During his death penalty trial, Mark Mesiti admitted to all 49 crimes in which he drugged, raped and eventually murdered his own 14-year-old daughter and now he wants to take it back. Mesiti plans on asking Modesto judge to let him withdraw his guilty plea in the decade-long trial that started when a Santa Clara County judge awarded him custody of his kids despite his lengthy criminal record.
<img src="https://media.8ch.net/file_store/8fc50cb86143210ff2ac92e6f6a949d207667f320ee6387757404e9f914de931.jpg" style="max-height:640px;max-width:360px;">
<span style="margin-top:15px;rgba(42,51,6,0.7);font-size:12px;">Credit: Roberta Allen</span>
The poor decision on the part of the judge cost young Alycia Mesiti-Allen her life after she ended up buried in her father's backyard after years of sexual torment. Mesiti himself documented his crimes against his daughter which numbered over 40, each time being either videotaped or photographed. Stanislaus County Judge Dawna Reeves ordered only the jurors be allowed to see the images but the rest of the courtroom could still hear the testimony. Alycia’s great-aunt Roberta Fitzpatrick said, "Mark is disgusting. He uses the system to torture us."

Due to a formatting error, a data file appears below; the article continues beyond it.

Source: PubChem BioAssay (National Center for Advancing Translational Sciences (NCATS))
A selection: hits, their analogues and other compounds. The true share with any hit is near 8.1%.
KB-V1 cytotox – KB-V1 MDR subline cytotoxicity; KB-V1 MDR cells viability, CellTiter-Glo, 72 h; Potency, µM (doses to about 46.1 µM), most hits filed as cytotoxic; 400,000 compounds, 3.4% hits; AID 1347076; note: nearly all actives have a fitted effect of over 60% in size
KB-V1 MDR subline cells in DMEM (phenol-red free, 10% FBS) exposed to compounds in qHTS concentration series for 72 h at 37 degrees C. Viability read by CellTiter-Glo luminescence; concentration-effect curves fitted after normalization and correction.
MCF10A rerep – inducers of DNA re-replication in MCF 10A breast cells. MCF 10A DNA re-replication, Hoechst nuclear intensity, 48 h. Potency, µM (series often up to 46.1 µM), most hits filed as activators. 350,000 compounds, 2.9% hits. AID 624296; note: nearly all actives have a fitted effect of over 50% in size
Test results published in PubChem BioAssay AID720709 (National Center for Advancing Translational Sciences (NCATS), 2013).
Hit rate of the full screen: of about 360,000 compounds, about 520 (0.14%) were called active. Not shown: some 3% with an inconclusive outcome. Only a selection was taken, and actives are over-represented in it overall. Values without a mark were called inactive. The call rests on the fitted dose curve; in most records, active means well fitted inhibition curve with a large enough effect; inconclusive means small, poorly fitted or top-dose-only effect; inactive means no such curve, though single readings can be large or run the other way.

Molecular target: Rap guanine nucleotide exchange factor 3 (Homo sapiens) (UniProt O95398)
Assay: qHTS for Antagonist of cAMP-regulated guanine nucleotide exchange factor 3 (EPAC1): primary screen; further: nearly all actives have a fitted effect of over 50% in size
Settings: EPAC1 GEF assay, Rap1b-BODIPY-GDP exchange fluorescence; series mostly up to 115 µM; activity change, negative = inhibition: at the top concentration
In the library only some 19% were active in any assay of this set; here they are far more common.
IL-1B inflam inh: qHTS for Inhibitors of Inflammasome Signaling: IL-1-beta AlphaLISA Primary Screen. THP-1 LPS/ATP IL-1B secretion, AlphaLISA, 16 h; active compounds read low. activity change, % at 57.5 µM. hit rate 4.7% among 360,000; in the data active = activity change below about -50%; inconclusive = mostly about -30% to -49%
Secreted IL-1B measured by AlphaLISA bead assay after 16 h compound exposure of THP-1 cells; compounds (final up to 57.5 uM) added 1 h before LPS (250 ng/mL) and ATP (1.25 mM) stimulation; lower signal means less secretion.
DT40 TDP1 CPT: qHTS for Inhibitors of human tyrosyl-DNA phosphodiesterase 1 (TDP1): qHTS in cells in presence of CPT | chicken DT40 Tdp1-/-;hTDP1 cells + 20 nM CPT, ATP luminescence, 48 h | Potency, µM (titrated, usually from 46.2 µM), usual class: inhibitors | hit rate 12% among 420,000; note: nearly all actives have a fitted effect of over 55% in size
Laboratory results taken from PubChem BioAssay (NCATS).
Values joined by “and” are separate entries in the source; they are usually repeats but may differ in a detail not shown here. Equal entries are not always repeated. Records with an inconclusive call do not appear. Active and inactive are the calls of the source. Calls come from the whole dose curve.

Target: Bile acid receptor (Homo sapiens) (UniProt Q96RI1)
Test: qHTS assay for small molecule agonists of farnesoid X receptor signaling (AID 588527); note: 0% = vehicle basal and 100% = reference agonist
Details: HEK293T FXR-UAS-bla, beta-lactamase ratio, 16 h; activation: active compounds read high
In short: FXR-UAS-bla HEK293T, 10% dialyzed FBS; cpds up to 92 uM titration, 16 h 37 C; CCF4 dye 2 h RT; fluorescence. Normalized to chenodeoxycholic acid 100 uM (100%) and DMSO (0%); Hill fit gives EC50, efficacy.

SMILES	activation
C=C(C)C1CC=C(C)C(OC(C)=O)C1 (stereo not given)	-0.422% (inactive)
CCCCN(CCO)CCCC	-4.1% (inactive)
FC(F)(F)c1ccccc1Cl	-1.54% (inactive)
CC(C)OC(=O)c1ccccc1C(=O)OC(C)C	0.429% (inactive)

Mesiti's decision to suddenly admit guilt six weeks after a jury had been chosen ultimately spared Fitzpatrick and Alycia's mother from enduring three more months of testimony. Now, Reeves must decide whether to sentence Mesiti to life in prison or allow his case to proceed to trial with a new jury. A defendant doesn't normally get a hearing automatically to withdraw a guilty plea but when representing oneself they do, and Mesiti had done so earlier on in the trial. It is unclear whether the judge will allow him an opportunity to show good cause for withdrawing the plea but it is possible he could argue that he wasn't aware of the consequences of pleading guilty.
This would likely be a stretch considering prosecutors made him spend more than an hour earlier this month pleading guilty to each of the 49 crimes separately instead of all at once. It is likely just going to end up being a stall tactic in which he is given a new trial but the end result will probably be the same. If Mesiti is not sentenced to life in prison without parole it will be the death penalty.
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